The posterior signalling centre (PSC), a small group of specialised cells, controls hemocyte (blood cell) homeostasis in the Drosophila larval hematopoietic organ, the lymph gland. This role of the PSC is very reminiscent of the "niche," the microenvironment of hematopoietic stem cells in vertebrates. We have recently shown that the PSC acts in a non-cellautonomous manner to maintain janus tyrosine kinase/signal transducers and activators of transcription (JAK/STAT) signalling in hematopoietic progenitors (prohemocytes), thereby preserving the multipotent character necessary for their differentiation into lamellocytes, a cryptic and dedicated immune cell type required to fight specific immune threats such as wasp parasitism. In this report, on the basis of a knock out generated by homologous recombination, we show that a short type I cytokine-related receptor CG14225/Latran is required for switching off JAK/STAT signalling in prohemocytes. This is a prerequisite to massive differentiation of lamellocytes upon wasp parasitisation. In vivo and cell culture assays indicate that Latran forms heteromers with Domeless, the Drosophila type I cytokine signalling receptor related to mammalian GP130, and antagonises Domeless activity in a dose-dependent manner. Our analysis further shows that a primary immune response to wasp parasitism is a strong decrease in cytokine mRNA levels in the lymph gland, followed by an increase in the latran/domeless ratio. We propose that this sequence of events culminates in the complete inhibition of residual JAK/STAT signalling by Latran. JAK/STAT activity has been associated with several human diseases including leukaemia while knockout studies in mice point to a central role of this pathway in hematopoiesis and regulation of immune functions. The specific function of Drosophila Latran is, to our knowledge, the first in vivo example of a role for a nonsignalling receptor in controlling a dedicated immune response, and thus raises the question of whether short, nonsignalling receptors also control specific aspects of vertebrate cellular immunity.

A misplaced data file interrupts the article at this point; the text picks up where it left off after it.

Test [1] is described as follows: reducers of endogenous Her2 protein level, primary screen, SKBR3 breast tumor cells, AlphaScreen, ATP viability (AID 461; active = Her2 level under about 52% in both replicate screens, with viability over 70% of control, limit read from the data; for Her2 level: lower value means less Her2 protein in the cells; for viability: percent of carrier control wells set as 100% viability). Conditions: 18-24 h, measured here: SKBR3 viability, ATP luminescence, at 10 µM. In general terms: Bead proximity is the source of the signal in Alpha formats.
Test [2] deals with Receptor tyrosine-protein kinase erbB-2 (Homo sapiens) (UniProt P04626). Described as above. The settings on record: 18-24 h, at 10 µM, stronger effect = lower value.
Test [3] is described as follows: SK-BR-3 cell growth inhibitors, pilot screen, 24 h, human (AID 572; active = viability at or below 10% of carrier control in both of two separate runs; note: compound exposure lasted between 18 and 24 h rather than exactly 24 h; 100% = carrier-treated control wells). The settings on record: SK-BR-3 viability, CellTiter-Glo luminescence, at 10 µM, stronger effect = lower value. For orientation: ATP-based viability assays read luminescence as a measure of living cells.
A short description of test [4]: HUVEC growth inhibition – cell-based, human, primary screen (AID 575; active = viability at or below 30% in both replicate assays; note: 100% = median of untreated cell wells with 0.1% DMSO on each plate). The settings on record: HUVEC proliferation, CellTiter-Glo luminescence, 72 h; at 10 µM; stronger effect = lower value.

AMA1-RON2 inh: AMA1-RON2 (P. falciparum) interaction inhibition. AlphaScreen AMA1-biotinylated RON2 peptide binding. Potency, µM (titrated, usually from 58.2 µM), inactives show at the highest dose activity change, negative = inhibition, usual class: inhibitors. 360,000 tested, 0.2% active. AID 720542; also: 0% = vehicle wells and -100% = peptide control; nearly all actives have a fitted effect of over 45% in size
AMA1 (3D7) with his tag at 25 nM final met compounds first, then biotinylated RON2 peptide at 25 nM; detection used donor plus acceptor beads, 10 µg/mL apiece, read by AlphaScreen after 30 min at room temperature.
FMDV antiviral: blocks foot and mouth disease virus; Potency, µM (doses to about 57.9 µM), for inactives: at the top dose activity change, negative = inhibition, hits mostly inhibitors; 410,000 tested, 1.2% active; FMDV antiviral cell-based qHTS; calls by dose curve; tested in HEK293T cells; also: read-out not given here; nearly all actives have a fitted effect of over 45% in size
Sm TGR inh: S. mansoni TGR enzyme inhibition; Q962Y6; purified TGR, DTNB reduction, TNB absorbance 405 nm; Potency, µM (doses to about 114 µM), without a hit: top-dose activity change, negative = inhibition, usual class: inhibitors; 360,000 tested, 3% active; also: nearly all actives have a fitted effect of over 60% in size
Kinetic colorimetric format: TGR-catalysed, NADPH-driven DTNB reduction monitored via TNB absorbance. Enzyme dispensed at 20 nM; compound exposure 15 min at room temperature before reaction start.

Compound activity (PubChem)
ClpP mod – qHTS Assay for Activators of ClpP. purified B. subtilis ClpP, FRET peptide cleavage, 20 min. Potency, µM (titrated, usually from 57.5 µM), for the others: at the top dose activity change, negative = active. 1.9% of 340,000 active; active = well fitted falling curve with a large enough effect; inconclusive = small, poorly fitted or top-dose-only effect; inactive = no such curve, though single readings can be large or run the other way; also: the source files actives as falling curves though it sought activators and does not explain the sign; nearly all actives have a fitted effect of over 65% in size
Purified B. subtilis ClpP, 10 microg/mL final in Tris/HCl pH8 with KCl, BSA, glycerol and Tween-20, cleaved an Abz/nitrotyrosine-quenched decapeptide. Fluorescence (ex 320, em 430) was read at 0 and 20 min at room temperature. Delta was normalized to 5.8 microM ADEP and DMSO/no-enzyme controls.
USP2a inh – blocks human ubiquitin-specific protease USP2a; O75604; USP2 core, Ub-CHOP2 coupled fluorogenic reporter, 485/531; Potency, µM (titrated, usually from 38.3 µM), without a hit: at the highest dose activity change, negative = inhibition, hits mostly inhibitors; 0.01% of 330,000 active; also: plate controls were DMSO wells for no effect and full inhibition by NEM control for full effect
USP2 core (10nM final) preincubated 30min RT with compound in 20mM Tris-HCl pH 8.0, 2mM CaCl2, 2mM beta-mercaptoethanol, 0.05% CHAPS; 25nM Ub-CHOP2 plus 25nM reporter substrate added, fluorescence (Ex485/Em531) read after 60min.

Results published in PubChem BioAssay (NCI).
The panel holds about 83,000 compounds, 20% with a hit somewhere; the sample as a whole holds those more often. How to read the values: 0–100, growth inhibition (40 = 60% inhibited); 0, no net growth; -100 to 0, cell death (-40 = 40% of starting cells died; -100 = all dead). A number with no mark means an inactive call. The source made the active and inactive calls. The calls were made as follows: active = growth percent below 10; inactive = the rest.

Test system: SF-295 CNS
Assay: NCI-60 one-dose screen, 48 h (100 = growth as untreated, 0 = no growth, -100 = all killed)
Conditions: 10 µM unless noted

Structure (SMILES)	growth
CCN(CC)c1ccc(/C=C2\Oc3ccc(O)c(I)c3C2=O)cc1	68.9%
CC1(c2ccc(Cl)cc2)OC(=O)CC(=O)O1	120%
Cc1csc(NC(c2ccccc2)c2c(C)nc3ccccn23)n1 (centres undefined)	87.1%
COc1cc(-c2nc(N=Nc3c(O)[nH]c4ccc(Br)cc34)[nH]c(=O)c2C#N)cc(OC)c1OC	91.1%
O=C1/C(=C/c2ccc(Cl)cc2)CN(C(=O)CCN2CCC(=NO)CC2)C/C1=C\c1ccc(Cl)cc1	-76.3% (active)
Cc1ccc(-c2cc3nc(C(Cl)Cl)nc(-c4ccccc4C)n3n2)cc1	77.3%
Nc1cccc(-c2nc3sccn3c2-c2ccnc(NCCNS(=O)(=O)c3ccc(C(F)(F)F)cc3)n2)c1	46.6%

ASJC Scopus subject areas
- Biochemistry, Genetics and Molecular Biology(all)
- Immunology and Microbiology(all)
- Agricultural and Biological Sciences(all)